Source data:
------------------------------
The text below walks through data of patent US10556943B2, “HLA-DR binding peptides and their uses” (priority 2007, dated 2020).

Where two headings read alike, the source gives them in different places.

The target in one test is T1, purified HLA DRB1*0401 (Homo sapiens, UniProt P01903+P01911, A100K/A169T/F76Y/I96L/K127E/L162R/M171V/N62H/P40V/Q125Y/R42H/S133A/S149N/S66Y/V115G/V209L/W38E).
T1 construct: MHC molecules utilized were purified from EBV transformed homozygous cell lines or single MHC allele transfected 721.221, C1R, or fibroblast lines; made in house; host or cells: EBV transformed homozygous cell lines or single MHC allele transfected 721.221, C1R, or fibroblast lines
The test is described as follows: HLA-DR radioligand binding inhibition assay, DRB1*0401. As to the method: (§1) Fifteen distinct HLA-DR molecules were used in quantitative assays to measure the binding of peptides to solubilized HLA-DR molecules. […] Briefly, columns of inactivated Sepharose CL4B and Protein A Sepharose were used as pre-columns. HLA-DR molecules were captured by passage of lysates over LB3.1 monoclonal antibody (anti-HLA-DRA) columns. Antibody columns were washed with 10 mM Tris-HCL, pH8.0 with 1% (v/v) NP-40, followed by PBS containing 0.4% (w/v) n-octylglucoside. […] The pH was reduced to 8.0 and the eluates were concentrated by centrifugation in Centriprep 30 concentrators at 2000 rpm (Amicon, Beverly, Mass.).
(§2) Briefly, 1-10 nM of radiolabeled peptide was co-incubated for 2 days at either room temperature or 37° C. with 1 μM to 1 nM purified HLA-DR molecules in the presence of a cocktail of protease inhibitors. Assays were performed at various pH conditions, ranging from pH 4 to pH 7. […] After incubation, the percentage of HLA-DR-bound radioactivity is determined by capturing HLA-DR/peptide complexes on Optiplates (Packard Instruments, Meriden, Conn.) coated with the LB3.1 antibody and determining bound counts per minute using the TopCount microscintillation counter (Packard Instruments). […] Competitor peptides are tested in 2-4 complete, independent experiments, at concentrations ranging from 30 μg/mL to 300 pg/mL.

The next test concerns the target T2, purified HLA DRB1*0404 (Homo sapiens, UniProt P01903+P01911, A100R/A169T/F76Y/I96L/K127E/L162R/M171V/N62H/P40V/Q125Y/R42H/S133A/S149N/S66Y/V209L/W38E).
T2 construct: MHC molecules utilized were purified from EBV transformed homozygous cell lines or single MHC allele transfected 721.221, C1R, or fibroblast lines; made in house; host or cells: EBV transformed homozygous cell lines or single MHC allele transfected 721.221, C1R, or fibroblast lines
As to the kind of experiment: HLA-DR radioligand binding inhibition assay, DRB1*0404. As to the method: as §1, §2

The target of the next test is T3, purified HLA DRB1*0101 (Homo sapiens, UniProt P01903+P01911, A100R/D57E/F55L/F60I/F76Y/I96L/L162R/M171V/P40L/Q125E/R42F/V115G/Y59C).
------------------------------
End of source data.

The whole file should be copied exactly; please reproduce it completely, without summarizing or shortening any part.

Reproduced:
The text below walks through data of patent US10556943B2, “HLA-DR binding peptides and their uses” (priority 2007, dated 2020).

Where two headings read alike, the source gives them in different places.

The target in one test is T1, purified HLA DRB1*0401 (Homo sapiens, UniProt P01903+P01911, A100K/A169T/F76Y/I96L/K127E/L162R/M171V/N62H/P40V/Q125Y/R42H/S133A/S149N/S66Y/V115G/V209L/W38E).
T1 construct: MHC molecules utilized were purified from EBV transformed homozygous cell lines or single MHC allele transfected 721.221, C1R, or fibroblast lines; made in house; host or cells: EBV transformed homozygous cell lines or single MHC allele transfected 721.221, C1R, or fibroblast lines
The test is described as follows: HLA-DR radioligand binding inhibition assay, DRB1*0401. As to the method: (§1) Fifteen distinct HLA-DR molecules were used in quantitative assays to measure the binding of peptides to solubilized HLA-DR molecules. […] Briefly, columns of inactivated Sepharose CL4B and Protein A Sepharose were used as pre-columns. HLA-DR molecules were captured by passage of lysates over LB3.1 monoclonal antibody (anti-HLA-DRA) columns. Antibody columns were washed with 10 mM Tris-HCL, pH8.0 with 1% (v/v) NP-40, followed by PBS containing 0.4% (w/v) n-octylglucoside. […] The pH was reduced to 8.0 and the eluates were concentrated by centrifugation in Centriprep 30 concentrators at 2000 rpm (Amicon, Beverly, Mass.).
(§2) Briefly, 1-10 nM of radiolabeled peptide was co-incubated for 2 days at either room temperature or 37° C. with 1 μM to 1 nM purified HLA-DR molecules in the presence of a cocktail of protease inhibitors. Assays were performed at various pH conditions, ranging from pH 4 to pH 7. […] After incubation, the percentage of HLA-DR-bound radioactivity is determined by capturing HLA-DR/peptide complexes on Optiplates (Packard Instruments, Meriden, Conn.) coated with the LB3.1 antibody and determining bound counts per minute using the TopCount microscintillation counter (Packard Instruments). […] Competitor peptides are tested in 2-4 complete, independent experiments, at concentrations ranging from 30 μg/mL to 300 pg/mL.

The next test concerns the target T2, purified HLA DRB1*0404 (Homo sapiens, UniProt P01903+P01911, A100R/A169T/F76Y/I96L/K127E/L162R/M171V/N62H/P40V/Q125Y/R42H/S133A/S149N/S66Y/V209L/W38E).
T2 construct: MHC molecules utilized were purified from EBV transformed homozygous cell lines or single MHC allele transfected 721.221, C1R, or fibroblast lines; made in house; host or cells: EBV transformed homozygous cell lines or single MHC allele transfected 721.221, C1R, or fibroblast lines
As to the kind of experiment: HLA-DR radioligand binding inhibition assay, DRB1*0404. As to the method: as §1, §2

The target of the next test is T3, purified HLA DRB1*0101 (Homo sapiens, UniProt P01903+P01911, A100R/D57E/F55L/F60I/F76Y/I96L/L162R/M171V/P40L/Q125E/R42F/V115G/Y59C).